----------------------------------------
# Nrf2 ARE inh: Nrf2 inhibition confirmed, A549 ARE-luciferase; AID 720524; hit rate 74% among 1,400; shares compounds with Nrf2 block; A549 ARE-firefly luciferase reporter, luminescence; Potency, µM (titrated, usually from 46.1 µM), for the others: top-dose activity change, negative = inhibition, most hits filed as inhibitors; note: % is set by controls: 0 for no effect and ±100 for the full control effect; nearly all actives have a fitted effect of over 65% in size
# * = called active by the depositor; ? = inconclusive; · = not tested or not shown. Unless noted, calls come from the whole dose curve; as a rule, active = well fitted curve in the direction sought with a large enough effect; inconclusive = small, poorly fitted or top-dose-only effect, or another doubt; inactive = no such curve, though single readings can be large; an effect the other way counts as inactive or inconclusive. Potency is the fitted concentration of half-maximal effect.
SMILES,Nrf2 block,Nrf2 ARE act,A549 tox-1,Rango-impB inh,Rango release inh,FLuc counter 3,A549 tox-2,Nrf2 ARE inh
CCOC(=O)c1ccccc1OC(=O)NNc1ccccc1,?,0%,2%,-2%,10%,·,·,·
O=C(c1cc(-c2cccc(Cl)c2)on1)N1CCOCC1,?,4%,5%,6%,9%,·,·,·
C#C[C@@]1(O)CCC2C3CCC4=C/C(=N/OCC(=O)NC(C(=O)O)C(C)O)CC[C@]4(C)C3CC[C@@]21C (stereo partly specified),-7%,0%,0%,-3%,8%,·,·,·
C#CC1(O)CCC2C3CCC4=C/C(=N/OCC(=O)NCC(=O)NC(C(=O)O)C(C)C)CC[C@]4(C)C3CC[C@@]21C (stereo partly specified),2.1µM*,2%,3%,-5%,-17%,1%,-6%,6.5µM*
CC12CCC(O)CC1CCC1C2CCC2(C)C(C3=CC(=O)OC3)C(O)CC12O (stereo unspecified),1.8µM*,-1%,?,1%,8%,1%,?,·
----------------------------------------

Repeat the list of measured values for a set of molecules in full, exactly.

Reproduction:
# Nrf2 ARE inh: Nrf2 inhibition confirmed, A549 ARE-luciferase; AID 720524; hit rate 74% among 1,400; shares compounds with Nrf2 block; A549 ARE-firefly luciferase reporter, luminescence; Potency, µM (titrated, usually from 46.1 µM), for the others: top-dose activity change, negative = inhibition, most hits filed as inhibitors; note: % is set by controls: 0 for no effect and ±100 for the full control effect; nearly all actives have a fitted effect of over 65% in size
# * = called active by the depositor; ? = inconclusive; · = not tested or not shown. Unless noted, calls come from the whole dose curve; as a rule, active = well fitted curve in the direction sought with a large enough effect; inconclusive = small, poorly fitted or top-dose-only effect, or another doubt; inactive = no such curve, though single readings can be large; an effect the other way counts as inactive or inconclusive. Potency is the fitted concentration of half-maximal effect.
SMILES,Nrf2 block,Nrf2 ARE act,A549 tox-1,Rango-impB inh,Rango release inh,FLuc counter 3,A549 tox-2,Nrf2 ARE inh
CCOC(=O)c1ccccc1OC(=O)NNc1ccccc1,?,0%,2%,-2%,10%,·,·,·
O=C(c1cc(-c2cccc(Cl)c2)on1)N1CCOCC1,?,4%,5%,6%,9%,·,·,·
C#C[C@@]1(O)CCC2C3CCC4=C/C(=N/OCC(=O)NC(C(=O)O)C(C)O)CC[C@]4(C)C3CC[C@@]21C (stereo partly specified),-7%,0%,0%,-3%,8%,·,·,·
C#CC1(O)CCC2C3CCC4=C/C(=N/OCC(=O)NCC(=O)NC(C(=O)O)C(C)C)CC[C@]4(C)C3CC[C@@]21C (stereo partly specified),2.1µM*,2%,3%,-5%,-17%,1%,-6%,6.5µM*
CC12CCC(O)CC1CCC1C2CCC2(C)C(C3=CC(=O)OC3)C(O)CC12O (stereo unspecified),1.8µM*,-1%,?,1%,8%,1%,?,·